The Duty Of Executors

The Duty Of Executors

Executors are appointed in your will to deal with your estate when you pass away.

They are under a duty to ensure the terms of your Will are carried out.

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Executor & Administrator Responsibilities

After a person has died the law demands that someone takes responsibility for the administration of the deceased’s estate. This person is called the deceased’s Personal Representative. In a Will they are called the Executors. If there is no Will they are called Administrators. There are essentially four things that the Personal Representatives usually have to do:-

1. Ascertain The Value Of The Deceased’s Estate.

Collect details of the deceased’s assets including bank and building society accounts, shares, cars, houses, jewellery and furniture. Certain assets pass automatically to others on death – for example assets owned as joint tenants.

2. Obtaining Authority From The Probate Registry.

Unless the estate is very small, organisations will not actually hand over the deceased’s assets to the Personal Representative without an official court order from the Probate Registry of the High Court.  This is usually referred to as a Grant of Probate, if there is a Will, or a Grant of Letters of Administration, if there is no Will. In order to obtain a Grant, the Court will normally want to see three documents. First the original Will (if there is one). Second, a sworn statement (the Oath), which explains how the Personal Representatives are entitled to act, and gives a valuation of the estate. Third, an account for the Inland Revenue is needed and a receipted invoice that Inheritance Tax has been paid.

3. Pay Any Inheritance Tax Due.

Inheritance Tax is a simple, if not well liked, concept – on death the first £325,000 is free from tax. After that tax is payable at 40%. Certain categories of beneficiaries do not have to pay Inheritance Tax, such as spouses and charities, and gifts made by the deceased seven years before their death.  If Inheritance Tax is payable, then some or possibly all of it, must be paid before the court will issue the necessary Grant. 

4. Distribute The Estate To The Beneficiaries

Once the Personal Representatives have received the Grant they can collect in all of the deceased’s assets, pay any outstanding bills, and then distribute the balance in accordance with the deceased’s Will, if there was one, or in accordance with the Rules of Intestacy if there was not.  A formal account of all the money received, paid out and passed on needs to be prepared.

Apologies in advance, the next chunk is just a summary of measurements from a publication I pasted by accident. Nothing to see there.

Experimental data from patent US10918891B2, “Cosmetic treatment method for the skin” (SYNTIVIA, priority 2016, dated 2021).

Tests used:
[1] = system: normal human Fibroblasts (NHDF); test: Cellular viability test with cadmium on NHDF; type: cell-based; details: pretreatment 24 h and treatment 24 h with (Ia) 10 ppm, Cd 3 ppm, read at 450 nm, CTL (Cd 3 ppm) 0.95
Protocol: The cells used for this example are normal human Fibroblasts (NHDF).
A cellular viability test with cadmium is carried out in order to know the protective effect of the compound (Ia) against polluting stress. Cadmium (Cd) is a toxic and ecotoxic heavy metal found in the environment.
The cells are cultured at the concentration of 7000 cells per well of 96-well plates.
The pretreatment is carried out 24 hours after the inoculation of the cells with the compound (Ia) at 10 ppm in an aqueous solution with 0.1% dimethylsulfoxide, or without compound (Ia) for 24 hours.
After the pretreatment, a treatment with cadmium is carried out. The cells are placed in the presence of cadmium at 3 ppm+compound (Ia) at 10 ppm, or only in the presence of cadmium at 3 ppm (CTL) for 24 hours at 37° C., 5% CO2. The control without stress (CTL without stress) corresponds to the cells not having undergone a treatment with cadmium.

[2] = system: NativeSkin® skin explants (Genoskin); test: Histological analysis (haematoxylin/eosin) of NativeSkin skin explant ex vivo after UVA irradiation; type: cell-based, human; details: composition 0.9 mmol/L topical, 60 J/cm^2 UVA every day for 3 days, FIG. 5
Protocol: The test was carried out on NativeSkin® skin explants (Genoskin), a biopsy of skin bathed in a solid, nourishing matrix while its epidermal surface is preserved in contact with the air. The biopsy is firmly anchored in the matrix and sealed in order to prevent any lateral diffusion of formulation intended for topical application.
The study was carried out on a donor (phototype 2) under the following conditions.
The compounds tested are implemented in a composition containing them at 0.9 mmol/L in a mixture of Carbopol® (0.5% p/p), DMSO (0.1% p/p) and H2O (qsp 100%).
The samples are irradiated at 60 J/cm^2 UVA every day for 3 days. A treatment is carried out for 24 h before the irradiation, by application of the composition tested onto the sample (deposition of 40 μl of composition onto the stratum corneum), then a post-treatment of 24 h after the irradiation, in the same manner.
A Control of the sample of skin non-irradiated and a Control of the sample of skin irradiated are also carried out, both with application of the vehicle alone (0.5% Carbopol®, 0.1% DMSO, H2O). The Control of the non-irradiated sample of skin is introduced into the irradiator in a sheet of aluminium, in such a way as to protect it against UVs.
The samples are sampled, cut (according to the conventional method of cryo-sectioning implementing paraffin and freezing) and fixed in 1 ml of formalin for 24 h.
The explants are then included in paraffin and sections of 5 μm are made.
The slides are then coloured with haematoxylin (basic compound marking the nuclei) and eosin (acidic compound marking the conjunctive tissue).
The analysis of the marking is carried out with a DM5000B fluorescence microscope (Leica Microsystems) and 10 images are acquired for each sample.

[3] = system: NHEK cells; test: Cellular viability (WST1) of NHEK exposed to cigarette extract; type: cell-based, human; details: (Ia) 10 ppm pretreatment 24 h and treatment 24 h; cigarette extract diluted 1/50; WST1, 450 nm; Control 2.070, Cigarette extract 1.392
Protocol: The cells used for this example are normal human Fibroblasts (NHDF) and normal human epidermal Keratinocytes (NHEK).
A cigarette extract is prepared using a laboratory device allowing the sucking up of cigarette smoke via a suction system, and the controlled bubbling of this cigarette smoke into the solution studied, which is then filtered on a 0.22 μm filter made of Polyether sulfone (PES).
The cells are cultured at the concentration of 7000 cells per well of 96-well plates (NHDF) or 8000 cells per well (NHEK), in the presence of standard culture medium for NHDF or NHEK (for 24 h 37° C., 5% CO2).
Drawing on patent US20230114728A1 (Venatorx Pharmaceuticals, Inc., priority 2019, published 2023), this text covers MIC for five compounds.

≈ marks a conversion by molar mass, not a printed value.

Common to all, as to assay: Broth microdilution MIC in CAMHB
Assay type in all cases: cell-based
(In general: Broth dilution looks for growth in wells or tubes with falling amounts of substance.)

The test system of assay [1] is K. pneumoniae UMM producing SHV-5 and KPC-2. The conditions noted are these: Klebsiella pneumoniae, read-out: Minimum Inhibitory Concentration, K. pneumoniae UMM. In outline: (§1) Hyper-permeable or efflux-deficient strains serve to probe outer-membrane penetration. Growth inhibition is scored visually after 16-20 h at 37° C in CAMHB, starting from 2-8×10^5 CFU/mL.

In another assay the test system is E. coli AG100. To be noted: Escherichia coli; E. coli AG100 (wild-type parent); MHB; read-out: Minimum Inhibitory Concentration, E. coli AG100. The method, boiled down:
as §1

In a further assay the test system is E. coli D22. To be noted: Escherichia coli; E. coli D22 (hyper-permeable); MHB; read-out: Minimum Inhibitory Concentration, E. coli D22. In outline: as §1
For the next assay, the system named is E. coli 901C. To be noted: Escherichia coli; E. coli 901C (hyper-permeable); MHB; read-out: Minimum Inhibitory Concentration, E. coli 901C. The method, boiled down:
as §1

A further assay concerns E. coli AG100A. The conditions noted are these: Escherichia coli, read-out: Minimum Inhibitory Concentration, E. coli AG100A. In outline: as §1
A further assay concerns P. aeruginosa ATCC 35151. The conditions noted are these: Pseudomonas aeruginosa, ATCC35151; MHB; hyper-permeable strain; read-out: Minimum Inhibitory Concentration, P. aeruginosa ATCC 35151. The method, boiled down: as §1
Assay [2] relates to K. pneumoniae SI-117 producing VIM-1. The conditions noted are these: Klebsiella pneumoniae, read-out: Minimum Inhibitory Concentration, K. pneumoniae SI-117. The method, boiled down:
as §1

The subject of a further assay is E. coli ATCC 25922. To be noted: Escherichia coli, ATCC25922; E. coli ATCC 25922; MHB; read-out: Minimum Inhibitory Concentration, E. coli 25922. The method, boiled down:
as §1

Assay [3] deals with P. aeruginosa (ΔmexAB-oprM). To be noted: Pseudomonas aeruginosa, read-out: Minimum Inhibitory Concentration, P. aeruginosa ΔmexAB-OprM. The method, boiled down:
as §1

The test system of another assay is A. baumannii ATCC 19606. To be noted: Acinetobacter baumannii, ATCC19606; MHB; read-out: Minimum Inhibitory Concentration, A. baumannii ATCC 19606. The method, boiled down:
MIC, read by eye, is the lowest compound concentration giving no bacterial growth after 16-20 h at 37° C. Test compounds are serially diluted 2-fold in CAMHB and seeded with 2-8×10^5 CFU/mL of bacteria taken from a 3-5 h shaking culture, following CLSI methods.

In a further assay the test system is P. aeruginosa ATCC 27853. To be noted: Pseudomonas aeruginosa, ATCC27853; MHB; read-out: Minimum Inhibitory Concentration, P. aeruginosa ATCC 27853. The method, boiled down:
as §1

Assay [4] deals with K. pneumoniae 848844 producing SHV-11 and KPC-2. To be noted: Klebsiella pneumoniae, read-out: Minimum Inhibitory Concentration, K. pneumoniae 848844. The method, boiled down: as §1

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Are You An Executor? Need Legal Help?

Personal Representatives do not have to deal with matters themselves without legal help.  They do not have to go it alone. Dealing with estates can be confusing, time consuming.

Executors have the legal right always turn to a solicitor for help and assistance.

Any legal fees will be payable by the estate not by the executors.

We at Seatons can help and provide you with free initial advice on all these matters.

Appointing Professional Executors

Many people prefer to appoint Professional Executors such as solicitors to act as their executors and trustees. Here are five great reasons:

Professional Efficient Service

You want your estate to be administered as quickly and efficiently as possible. But sometimes estates can be quite complicated and time consuming to administer. If you have made the important step of making a will then you do not want your executors to get confused, cause delays and make costly mistakes.

Avoid Legal Problems And Hassle For Your Loved Ones

After your death the last thing your loved ones are going to want to do is run around worrying and getting stressed trying to work their way through the legal complexities of administering an estate. By appointing Seatons as executors your loved ones can avoid the hassle and stress and ensure that they can focus on more important matters such as remembering you and coming to terms with their loss. They can focus on the more personal matters such as organising your funeral and sorting out your belongings and not worrying about the legal issues.

Friendly, Professional, Honest And Trustworthy

You need to make sure that your executors act in a completely honest and integrous way. We at Seatons, are legally required to ensure that your estate is administered accurately and properly in exactly the way you want.

Avoid Family Disputes

When people die all sorts of problems and disputes can arise even if you have made a will. We at Seatons are independent and unbiased and will make sure that any disputes or problems that might crop up are resolved quickly fairly and with as little fuss as possible.

Save On Legal Costs

Lawyers can charge all sorts of different fees for the work they do. We at Seatons pride ourselves on providing low sensible fees and most giving great value for money. Compared with appointing Banks, Accountants and other Solicitors as Executors you will find our fees are considerably lower. (You see, we don’t have fancy offices or flash cars to pay for so we can make sure that our fees are lower and better value than most other professional executors).

7 Reasons Why You Should Make A Will

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